Dis Missed

By Malcolm Fleschner

As a sales professional, at all times you try to retain your composure and the professional demeanor you’ve worked so hard to cultivate. But then there are occasions, perhaps when you find out about a nasty bit of double-dealing your competition has engaged in, when you could just GRAB THAT &%#$# BY THE THROAT AND THROW THAT $%@# OUT THE WINDOW!

But of course you’re far too professional for anything like that. To determine the best approach for dealing with underhanded competitors, Sellingpower.com spoke to John Hedlund, Midwest sales manager for Precision Inc., a manufacturer of conveyor components.

Tempting as it may be to exact swift retribution reminiscent of a passage from Revelations, Hedlund suggests that it’s far better to remain cool and concentrate on your own selling efforts.

“Many competitors are honorable,” Hedlund says. “Others will do whatever they can to get an order. We can’t control what our competitors do. But we can focus on our process, our customers and ourselves. Develop and maintain relationships and then when it comes down to the competition’s word versus yours, the customer knows whom they can trust.”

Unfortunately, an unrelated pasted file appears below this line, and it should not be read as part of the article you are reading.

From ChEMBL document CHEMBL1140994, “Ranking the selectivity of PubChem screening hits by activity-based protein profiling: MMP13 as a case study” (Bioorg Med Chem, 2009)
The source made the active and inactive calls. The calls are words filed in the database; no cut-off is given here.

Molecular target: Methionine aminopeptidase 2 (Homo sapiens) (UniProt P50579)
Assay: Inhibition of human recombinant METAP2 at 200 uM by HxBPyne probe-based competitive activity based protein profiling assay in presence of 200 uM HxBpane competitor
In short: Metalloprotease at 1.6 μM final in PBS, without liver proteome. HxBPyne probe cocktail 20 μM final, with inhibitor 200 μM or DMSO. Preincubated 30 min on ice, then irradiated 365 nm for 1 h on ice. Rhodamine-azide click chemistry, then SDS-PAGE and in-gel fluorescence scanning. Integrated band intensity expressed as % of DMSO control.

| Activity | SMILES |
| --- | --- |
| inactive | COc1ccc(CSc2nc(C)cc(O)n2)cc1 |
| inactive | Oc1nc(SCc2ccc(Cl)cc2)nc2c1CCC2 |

Not that Hedlund recommends sitting idly by while the competition tears away at your reputation. Go ahead and set the record straight, he advises. “Customers can believe what they want,” he notes, “but if you have a relationship established and you’ve built up some trust, then it carries some weight to say, ‘You can believe what you want to, but this is the way it really is.’ I just look at it as free advertising.”

For situations where you don’t have a strong relationship established, Hedlund recommends using the competitive scuttlebutt as an opportunity to move the sales process forward. “One approach I like is to set the record straight and then say, ‘Let me show you what I’m talking about’ and get a sample or catalog to show the way it really is,” he says. “Sometimes you just have to say that the proof is in the pudding and ask, ‘Why don’t you just try one, put it in and run it and see what you think.’

“Plus, if customers voice any kind of concern, that’s an opening for you to inquire about their needs and why they’re bringing up that concern. Any time you can use a situation to develop more communication between you and the prospects, you’re going to benefit.”